As the daughter of one of the most powerful show business figures of the 20th Century, Nancy Sinatra always knew what it was like to be in the spotlight. Nancy Sinatra, far left, at home with her family including Frank Sinatra, Nancy Sr, Tina and Frank Jr.

Being born into the public sphere as the first born child of one of America’s biggest stars, Nancy Sinatra never knew what it was not to be publicly known.  In fact, one of Frank’s most famous songs, “Nancy (With the Laughing Face)” written by Jimmy Van Huesen and Phil Silvers, was written about Nancy when she was two years old and became a staple of the American songbook.  So via her father’s fame, Nancy had always been on the public radar.  But, in terms of her own showbusiness career, Nancy made public debut in 1960 on one of her father’s most famous television specials and one of the era’s most fascinating television events. 

Nancy Sinatra in 1960 with Frank Sinatra and Elvis Presley during the taping of “Welcome Home, Elvis.” The show would mark her show business debut. Nancy would go on to co-star with Elvis in 1968’s “Speedway.”

Airing on ABC and sponsored by Timex, Frank Sinatra was the unlikely member of the showbusiness elite to host Elvis Presley’s return to American television after his discharge from the Army in a special called “Welcome Home, Elvis.”  Sinatra and pals Sammy Davis Jr, Joey Bishop and special surprise guest Peter Lawfor, hosted an hour-long song and dance show filled with sketches and performances that was to update Elvis on what he missed on the music scene while he was away in Europe, with the climax of the special being Elvis and Frank doing a mashup of “Witchcraft” and “Love Me Tender.”  Knowing the show was going to be a ratings giant, Frank brought Nancy onto the special where she did a special rewritten duet with her father of “You Make Me Feel So Young,” where she and her dad traded barbs about her upcoming marriage to actor/singer Tommy Sands.  In the special the Nancy that we would know later is nowhere to be seen.  At age 20 she was made up to resemble Jackie Kennedy with her dark hair done up and a conservable cut dress.  She sings well with her father, but she doesn’t show a lot of personality.  But, as her father guessed, the public tuned in in the millions to watch.  But, while it may have been Nancy’s showbusiness debut, all eyes were obviously on Elvi

Nancy Sinatra’s first single, “Cuff Links and a Tie Clip,” was released in 1961 and was a flop.

Studying music and voice at UCLA in the late 1950’s, Nancy dropped out after a year, but when your dad is the “Chairman of the Board,” who needs a diploma?  Nancy was signed to her dad’s label, Reprise Records, in 1961 and released hr first single, “Cuff Links and a Tie Clip” later that year but the song was a flop  A girlish pop song, cut in the same vein of Brenda Lee, Annette Funicello and Shelly Fabares, it was a forgettable and unremarkable single and the public didn’t buy it.  But that didn’t stop Nancy from releasing more singles.  Frank was supplying the best producers, arrangers and musicians in the business, and Nan was pumping them out.  While some of her records got airplay in other countries most notably Japan and Italy, the American teenager was not interested in Nancy Sinatra.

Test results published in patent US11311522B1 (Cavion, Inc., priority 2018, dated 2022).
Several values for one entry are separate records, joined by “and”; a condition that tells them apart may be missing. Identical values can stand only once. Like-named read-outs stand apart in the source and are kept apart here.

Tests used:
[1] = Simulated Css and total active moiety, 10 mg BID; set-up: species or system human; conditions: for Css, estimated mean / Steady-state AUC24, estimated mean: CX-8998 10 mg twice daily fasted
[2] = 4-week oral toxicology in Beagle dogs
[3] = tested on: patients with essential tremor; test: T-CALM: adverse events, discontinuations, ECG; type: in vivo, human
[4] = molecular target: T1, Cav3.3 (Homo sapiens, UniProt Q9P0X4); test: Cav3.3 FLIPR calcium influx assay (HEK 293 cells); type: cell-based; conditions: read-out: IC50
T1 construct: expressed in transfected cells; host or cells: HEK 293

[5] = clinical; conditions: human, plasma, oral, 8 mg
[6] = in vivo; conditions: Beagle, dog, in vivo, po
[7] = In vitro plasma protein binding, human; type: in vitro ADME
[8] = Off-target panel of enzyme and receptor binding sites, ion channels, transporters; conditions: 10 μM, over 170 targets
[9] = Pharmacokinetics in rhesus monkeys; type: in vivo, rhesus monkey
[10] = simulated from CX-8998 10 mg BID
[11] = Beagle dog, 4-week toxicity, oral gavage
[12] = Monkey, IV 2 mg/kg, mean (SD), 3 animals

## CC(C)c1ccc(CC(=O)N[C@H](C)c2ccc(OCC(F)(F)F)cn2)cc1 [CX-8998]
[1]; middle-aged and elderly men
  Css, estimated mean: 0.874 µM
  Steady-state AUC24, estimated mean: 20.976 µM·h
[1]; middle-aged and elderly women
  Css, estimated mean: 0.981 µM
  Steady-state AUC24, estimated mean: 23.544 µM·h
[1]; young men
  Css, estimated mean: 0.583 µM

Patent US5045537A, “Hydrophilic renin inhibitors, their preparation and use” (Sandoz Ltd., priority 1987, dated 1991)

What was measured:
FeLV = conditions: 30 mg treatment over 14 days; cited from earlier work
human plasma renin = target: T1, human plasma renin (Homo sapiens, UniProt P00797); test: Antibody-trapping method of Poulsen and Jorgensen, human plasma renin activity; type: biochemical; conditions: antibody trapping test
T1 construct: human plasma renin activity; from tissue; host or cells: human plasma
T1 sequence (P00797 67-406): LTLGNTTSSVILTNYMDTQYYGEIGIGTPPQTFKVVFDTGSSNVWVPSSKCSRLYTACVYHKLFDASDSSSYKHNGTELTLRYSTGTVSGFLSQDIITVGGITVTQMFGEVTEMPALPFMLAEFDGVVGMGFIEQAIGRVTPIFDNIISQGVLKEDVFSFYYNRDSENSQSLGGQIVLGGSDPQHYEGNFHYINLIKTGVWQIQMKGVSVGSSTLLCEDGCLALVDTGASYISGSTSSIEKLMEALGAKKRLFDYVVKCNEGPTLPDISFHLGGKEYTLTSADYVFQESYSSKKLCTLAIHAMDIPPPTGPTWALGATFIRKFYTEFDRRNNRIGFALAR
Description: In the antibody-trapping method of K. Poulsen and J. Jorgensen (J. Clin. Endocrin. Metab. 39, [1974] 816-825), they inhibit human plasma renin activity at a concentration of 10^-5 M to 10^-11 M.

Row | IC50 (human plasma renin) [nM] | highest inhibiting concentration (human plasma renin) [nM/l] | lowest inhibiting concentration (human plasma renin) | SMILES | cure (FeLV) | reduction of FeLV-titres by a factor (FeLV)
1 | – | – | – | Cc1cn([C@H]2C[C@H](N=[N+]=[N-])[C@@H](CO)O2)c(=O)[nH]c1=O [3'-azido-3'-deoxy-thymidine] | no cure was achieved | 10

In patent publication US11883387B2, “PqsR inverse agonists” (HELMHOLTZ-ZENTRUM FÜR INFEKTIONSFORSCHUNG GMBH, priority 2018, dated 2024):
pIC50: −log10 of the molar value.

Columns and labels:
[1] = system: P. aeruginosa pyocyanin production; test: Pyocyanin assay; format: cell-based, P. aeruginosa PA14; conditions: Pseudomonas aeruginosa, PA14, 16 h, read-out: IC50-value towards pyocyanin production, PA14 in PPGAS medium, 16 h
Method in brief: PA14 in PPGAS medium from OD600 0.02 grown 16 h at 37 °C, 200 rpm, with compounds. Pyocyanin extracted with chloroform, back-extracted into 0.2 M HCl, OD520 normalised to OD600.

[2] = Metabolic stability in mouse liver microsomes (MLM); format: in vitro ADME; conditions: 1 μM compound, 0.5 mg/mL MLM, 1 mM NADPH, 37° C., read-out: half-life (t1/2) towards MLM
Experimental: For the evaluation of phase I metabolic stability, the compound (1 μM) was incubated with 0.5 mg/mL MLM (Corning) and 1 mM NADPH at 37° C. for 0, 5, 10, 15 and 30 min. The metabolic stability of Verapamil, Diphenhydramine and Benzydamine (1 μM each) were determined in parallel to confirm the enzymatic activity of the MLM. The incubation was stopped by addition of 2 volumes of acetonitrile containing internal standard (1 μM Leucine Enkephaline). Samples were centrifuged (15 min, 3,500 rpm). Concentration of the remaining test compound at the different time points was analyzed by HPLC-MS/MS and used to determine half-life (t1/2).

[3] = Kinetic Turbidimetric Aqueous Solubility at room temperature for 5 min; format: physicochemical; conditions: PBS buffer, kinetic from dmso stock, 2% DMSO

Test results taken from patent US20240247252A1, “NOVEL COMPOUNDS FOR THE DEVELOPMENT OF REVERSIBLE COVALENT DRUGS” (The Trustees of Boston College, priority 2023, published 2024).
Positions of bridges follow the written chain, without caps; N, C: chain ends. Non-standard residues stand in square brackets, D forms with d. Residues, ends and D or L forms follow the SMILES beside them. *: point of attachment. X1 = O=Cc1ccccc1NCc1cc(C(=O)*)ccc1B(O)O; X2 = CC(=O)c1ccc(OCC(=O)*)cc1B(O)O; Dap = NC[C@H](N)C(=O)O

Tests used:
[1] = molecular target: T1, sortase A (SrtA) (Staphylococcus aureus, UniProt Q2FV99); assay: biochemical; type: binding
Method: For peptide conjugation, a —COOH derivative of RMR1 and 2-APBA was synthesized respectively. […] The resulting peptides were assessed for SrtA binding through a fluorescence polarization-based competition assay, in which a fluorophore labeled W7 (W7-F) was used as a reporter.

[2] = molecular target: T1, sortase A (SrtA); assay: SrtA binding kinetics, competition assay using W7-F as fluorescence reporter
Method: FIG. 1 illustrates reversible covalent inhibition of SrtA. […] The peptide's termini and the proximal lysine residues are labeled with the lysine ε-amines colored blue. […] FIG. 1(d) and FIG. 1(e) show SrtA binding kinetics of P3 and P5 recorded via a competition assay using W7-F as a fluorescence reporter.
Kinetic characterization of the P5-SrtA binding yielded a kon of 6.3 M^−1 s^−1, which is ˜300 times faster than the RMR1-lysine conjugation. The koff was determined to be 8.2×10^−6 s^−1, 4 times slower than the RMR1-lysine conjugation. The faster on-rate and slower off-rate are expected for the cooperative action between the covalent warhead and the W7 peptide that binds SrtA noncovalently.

What was the problem?  Well, there are a few things that might be attributed to why America wasn’t buying what Nancy was putting out.  First was that she didn’t fit the mold of the traditional girl pop singer.  Already married when she started her music career, despite still being in her early 20’s she was already unrelatable to girls who related more with Lesley Gore and Donna Loren.  In fact, her marriage to Sands often eclipsed her popularity.  In a 1963 appearance on “American Bandstand” to promote the American rerelease of her Italian hit “You Can Have Any Boy” a clearly unimpressed Dick Clark spends more time questioning her about what Sands is doing than what her future plans are.

Despite being the boss’ daughter, Reprise Records had a difficult time marketing Nancy Sinatra in the early part of her career. Without a handle on the pop market, its like Sinatra and company didn’t know what to do with her.

Meanwhile, something was clearly off with the way Nancy was presenting herself.   While she could clearly hold a tune, Nancy’s voice didn’t seem to match the material that she was recording.  Nancy’s voice, while distinct, was not sweet nor girlish.  Furthermore, while she was attractive, Nancy had hard features.  She had a strong jaw line, piercing eyes and, as years went by, she was starting to be noticeably older than the other girl singers on the charts. 

Finally, the songs being chosen for her didn’t fit her, and they were, for the most part, dull and forgettable.  As the kids on “Bandstand” would say, they didn’t have a good beat and you couldn’t dance to them.  But Frank Sinatra famously didn’t know anything about pop music.  He could tell you what made Keely Smith or Rosemary Clooney incredible, but he wasn’t the best person to be guiding Nancy’s career.